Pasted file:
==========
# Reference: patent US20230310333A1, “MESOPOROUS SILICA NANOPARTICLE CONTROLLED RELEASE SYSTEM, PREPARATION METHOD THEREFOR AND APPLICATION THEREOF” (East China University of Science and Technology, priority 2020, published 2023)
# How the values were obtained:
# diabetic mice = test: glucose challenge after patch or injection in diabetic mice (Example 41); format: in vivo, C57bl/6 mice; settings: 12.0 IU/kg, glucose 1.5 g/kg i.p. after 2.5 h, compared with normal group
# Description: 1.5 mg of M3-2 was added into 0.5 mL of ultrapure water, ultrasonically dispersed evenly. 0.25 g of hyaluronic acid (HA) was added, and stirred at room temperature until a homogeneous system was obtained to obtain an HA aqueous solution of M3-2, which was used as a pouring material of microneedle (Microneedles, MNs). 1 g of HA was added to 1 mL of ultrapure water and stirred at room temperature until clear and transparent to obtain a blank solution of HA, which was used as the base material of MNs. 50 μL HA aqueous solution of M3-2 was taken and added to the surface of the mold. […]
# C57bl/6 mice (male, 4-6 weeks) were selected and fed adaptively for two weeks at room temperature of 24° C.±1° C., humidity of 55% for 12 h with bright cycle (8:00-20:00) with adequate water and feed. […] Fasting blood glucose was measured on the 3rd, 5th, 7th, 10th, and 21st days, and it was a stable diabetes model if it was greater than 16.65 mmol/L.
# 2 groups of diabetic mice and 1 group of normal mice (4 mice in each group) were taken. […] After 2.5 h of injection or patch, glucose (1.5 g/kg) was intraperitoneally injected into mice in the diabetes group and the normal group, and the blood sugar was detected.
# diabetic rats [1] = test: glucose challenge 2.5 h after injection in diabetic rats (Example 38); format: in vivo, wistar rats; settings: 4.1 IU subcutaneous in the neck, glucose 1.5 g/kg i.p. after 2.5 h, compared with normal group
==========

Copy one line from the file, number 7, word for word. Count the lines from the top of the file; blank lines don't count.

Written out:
# diabetic rats [1] = test: glucose challenge 2.5 h after injection in diabetic rats (Example 38); format: in vivo, wistar rats; settings: 4.1 IU subcutaneous in the neck, glucose 1.5 g/kg i.p. after 2.5 h, compared with normal group